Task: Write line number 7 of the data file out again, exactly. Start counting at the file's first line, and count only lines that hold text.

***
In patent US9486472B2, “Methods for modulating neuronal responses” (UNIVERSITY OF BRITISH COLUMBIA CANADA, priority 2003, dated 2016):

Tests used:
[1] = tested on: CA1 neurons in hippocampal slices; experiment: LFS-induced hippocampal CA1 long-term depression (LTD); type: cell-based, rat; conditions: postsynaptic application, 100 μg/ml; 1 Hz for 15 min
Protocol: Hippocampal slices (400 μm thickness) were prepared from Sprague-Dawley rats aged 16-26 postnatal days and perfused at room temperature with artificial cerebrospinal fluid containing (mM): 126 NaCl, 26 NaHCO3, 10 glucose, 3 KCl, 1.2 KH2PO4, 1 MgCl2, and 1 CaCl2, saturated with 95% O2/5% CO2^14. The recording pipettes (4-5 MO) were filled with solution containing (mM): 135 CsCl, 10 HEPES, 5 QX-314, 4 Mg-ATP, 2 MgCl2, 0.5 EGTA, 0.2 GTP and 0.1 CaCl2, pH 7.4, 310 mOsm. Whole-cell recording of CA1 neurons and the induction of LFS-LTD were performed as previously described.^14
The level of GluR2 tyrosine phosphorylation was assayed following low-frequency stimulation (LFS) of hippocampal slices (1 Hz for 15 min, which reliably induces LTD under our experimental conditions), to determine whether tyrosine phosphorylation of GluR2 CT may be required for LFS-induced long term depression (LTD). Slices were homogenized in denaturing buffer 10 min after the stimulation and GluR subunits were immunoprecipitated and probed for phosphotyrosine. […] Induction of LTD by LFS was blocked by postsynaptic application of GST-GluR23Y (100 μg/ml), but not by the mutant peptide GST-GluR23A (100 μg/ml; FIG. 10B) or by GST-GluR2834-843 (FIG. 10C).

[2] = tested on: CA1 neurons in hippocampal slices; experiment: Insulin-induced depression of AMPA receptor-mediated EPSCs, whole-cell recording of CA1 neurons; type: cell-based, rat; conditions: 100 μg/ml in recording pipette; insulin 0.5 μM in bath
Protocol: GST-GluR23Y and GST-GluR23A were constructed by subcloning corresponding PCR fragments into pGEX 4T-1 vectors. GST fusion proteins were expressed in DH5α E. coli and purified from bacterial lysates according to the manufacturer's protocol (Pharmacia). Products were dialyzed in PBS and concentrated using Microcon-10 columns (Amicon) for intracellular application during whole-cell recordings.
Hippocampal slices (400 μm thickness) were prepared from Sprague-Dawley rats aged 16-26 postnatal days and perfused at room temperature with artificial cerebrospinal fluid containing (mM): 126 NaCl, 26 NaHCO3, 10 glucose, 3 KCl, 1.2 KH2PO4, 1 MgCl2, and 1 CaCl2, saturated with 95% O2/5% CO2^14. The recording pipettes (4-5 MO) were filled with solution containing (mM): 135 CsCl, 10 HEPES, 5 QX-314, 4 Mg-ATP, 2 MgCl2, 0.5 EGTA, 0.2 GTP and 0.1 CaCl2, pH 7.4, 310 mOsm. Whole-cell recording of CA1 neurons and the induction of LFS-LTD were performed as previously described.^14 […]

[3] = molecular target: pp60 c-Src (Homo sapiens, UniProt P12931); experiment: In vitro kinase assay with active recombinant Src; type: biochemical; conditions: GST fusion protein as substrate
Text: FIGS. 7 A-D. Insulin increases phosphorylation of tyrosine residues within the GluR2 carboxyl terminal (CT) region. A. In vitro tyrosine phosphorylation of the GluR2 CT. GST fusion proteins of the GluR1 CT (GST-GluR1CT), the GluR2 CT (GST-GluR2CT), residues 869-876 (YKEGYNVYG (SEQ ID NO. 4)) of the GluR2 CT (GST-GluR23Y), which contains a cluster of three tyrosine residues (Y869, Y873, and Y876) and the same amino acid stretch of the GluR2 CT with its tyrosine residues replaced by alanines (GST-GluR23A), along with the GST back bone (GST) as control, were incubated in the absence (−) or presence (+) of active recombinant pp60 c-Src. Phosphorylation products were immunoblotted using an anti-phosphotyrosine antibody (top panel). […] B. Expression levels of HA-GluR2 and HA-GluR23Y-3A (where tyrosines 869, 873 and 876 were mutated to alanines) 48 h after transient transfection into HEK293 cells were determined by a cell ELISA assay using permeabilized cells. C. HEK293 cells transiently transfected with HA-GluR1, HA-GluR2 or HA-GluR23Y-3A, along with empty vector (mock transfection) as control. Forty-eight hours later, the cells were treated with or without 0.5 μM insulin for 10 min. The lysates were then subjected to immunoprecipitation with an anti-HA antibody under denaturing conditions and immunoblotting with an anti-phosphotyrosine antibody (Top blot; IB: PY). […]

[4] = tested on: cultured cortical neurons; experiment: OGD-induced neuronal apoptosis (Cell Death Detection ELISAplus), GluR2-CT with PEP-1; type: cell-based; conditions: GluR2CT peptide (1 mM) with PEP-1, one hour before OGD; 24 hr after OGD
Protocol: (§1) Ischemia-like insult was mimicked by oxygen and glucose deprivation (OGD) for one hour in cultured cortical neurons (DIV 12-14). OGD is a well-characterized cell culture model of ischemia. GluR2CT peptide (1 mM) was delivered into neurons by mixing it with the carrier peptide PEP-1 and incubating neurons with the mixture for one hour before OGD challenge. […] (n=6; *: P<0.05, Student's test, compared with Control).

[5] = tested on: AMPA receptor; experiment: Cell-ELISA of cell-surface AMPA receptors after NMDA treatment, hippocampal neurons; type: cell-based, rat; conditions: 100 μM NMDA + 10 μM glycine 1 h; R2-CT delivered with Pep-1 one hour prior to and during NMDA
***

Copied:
Protocol: GST-GluR23Y and GST-GluR23A were constructed by subcloning corresponding PCR fragments into pGEX 4T-1 vectors. GST fusion proteins were expressed in DH5α E. coli and purified from bacterial lysates according to the manufacturer's protocol (Pharmacia). Products were dialyzed in PBS and concentrated using Microcon-10 columns (Amicon) for intracellular application during whole-cell recordings.